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[whatwg] Character-encoding-related threads

From: Ian Hickson <ian@hixie.ch>
Date: Mon, 13 Feb 2012 17:22:13 +0000 (UTC)
Message-ID: <Pine.LNX.4.64.1202131657370.10315@ps20323.dreamhostps.com>
On Mon, 13 Feb 2012, Simon Pieters wrote:
> On Sat, 11 Feb 2012 00:44:22 +0100, Ian Hickson <ian at hixie.ch> wrote:
> > On Wed, 7 Dec 2011, Henri Sivonen wrote:
> > > 
> > > I believe I was implementing exactly what the spec said at the time 
> > > I implemented that behavior of Validator.nu. I'm particularly 
> > > convinced that I was following the spec, because I think it's not 
> > > the optimal behavior. I think pages that don't declare their 
> > > encoding should always be non-conforming even if they only contain 
> > > ASCII bytes, because that way templates created by English-oriented 
> > > (or lorem ipsum -oriented) authors would be caught as non-conforming 
> > > before non-ASCII text gets filled into them later. Hixie disagreed.
> > 
> > I think it puts an undue burden on authors who are just writing small 
> > files with only ASCII. 7-bit clean ASCII is still the second-most used 
> > encoding on the Web (after UTF-8), so I don't think it's a small 
> > thing.
> > 
> > http://googleblog.blogspot.com/2012/02/unicode-over-60-percent-of-web.html
> 
> I think this is like saying that requiring <!DOCTYPE HTML> is an undue 
> burden on authors...

It is. You may recall we tried really hard to make it shorter. At the end 
of the day, however, "<!DOCTYPE HTML>" is the best we could do.


> ...on authors who are just writing small files that don't use CSS or 
> happen to not be affected by any quirk.

If you have data showing that this would be as many documents as the 
ASCII-only documents, then it would be worth considering. In practice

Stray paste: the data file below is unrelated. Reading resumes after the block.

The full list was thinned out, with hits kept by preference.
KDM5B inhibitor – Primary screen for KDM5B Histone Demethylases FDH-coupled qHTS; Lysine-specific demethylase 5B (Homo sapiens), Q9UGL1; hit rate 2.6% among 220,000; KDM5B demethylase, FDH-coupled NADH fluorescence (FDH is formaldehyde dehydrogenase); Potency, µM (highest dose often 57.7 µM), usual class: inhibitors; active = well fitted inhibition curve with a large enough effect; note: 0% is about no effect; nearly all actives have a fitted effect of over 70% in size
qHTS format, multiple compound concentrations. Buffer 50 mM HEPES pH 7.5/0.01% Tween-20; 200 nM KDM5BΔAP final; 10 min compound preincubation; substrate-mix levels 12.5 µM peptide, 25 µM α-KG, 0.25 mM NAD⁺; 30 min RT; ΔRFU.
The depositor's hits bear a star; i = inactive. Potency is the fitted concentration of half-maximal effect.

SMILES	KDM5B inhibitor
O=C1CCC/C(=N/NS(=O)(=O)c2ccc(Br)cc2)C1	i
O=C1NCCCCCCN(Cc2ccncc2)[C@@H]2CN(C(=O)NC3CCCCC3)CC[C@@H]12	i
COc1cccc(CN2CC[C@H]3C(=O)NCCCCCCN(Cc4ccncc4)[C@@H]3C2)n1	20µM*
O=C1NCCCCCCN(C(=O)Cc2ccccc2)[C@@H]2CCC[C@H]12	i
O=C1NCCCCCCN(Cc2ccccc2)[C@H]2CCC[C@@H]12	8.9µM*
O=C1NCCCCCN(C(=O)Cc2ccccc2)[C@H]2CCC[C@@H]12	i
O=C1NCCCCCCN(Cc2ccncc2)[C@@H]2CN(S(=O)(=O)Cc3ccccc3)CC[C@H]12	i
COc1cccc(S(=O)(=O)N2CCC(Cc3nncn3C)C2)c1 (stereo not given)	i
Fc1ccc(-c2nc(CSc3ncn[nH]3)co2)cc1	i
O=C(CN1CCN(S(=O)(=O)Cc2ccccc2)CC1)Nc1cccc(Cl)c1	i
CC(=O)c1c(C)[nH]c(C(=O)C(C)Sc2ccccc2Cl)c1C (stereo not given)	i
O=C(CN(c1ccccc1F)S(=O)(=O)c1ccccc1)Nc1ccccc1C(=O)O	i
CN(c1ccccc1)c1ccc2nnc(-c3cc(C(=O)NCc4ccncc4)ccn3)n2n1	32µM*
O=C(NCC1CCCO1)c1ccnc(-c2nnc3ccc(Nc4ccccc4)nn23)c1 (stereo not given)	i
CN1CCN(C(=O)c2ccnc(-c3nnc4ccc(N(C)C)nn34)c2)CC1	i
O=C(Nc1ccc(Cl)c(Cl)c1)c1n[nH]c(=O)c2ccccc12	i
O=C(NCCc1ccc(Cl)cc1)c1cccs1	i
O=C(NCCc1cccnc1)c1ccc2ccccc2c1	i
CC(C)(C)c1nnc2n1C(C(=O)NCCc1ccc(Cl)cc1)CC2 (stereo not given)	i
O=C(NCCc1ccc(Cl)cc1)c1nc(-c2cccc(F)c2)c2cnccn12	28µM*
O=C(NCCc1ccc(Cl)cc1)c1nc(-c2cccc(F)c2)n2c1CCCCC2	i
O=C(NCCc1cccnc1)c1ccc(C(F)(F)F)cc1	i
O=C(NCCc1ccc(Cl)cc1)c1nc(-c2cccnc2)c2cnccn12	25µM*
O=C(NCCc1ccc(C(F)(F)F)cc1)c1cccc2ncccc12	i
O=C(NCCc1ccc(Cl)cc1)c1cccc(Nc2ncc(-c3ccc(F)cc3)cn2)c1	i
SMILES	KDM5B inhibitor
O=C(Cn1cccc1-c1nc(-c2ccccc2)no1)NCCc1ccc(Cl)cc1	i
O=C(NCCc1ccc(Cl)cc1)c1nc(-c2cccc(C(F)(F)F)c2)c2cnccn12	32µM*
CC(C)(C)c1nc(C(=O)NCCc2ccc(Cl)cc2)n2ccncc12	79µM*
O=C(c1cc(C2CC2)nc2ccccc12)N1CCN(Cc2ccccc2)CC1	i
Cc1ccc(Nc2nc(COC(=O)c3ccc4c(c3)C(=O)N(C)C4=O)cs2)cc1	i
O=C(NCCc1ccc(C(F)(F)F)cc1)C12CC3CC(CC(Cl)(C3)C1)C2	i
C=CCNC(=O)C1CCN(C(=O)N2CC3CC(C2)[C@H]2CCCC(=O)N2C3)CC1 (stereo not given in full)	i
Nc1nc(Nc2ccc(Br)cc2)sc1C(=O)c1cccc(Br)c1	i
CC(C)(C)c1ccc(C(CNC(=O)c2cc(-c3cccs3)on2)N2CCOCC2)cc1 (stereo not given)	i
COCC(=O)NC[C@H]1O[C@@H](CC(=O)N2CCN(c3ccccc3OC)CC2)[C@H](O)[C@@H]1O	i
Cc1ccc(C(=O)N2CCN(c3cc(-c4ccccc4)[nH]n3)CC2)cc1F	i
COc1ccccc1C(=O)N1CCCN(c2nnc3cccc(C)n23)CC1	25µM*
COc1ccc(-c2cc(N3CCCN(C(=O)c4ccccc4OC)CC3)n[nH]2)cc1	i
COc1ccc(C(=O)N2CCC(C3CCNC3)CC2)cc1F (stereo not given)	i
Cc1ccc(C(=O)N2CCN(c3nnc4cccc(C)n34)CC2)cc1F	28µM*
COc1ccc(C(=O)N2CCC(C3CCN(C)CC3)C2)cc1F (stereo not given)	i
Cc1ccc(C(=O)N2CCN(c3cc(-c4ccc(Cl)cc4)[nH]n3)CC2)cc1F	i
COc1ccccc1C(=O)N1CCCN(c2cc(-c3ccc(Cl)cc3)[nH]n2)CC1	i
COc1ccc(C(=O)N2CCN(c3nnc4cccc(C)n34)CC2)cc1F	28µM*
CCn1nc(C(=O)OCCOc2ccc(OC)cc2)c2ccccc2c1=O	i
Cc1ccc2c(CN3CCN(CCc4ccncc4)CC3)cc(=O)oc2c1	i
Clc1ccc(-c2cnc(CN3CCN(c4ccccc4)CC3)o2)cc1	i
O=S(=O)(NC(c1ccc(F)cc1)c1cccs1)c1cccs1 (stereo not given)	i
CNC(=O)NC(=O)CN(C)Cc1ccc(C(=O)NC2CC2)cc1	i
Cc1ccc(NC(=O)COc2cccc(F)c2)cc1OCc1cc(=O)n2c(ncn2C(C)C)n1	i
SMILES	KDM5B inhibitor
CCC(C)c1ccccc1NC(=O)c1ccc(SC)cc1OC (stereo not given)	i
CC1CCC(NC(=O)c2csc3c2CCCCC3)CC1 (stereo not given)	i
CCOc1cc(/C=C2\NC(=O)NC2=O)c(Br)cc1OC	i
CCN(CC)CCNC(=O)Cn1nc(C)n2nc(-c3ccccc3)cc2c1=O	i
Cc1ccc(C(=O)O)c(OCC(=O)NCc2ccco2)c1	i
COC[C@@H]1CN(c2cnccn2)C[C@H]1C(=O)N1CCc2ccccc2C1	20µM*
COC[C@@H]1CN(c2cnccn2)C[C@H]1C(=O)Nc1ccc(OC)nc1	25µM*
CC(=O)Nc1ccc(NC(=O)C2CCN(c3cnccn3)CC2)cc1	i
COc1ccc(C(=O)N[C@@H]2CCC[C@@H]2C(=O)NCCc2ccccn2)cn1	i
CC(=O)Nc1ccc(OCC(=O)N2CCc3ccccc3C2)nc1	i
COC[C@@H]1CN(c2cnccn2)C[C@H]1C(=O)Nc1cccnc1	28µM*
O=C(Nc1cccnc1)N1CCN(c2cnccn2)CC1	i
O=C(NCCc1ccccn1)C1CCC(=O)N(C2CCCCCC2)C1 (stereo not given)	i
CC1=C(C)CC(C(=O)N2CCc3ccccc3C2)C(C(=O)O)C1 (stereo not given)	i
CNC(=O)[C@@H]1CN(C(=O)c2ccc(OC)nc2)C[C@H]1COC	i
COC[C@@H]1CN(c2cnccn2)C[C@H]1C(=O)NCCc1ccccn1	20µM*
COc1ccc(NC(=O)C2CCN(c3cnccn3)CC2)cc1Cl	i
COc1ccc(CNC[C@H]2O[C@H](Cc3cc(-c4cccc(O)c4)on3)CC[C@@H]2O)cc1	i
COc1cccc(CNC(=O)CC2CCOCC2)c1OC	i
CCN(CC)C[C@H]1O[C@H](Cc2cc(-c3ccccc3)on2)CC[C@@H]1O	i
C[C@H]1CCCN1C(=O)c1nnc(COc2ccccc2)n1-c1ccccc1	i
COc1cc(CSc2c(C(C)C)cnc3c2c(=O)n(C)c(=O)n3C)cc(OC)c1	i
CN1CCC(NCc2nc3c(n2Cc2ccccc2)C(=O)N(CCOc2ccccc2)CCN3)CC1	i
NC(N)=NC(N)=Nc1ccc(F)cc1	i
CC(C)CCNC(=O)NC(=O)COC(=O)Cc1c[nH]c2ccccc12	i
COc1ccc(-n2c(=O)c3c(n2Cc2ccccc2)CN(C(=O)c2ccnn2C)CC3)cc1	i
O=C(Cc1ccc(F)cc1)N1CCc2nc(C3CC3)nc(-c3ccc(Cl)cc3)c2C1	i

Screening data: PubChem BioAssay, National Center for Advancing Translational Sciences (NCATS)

though I think it would be a very small group of pages, far fewer than 
the double-digit percentages using ASCII.


> In practice, authors who don't declare their encoding can silence the 
> validator by using entities for their non-ASCII characters, but they 
> will still get bitten by encoding problems as soon as they want to 
> submit forms or resolve URLs with %-escaped stuff in the query 
> component, and so forth, so it seems to me authors would be better off 
> if we said that the encoding cruft is required cruft just like the 
> doctype cruft.

Hm, that's an interesting point. Can we make a list of features that rely 
on the character encoding and have the spec require an encoding if any of 
those are used?

If the list is long or includes anything that it's unreasonable to expect 
will not be used in most Web pages, then we should remove this particular 
"hole" in the conformance criteria.

-- 
Ian Hickson               U+1047E                )\._.,--....,'``.    fL
http://ln.hixie.ch/       U+263A                /,   _.. \   _\  ;`._ ,.
Things that are impossible just take longer.   `._.-(,_..'--(,_..'`-.;.'
Received on Monday, 13 February 2012 09:22:13 UTC

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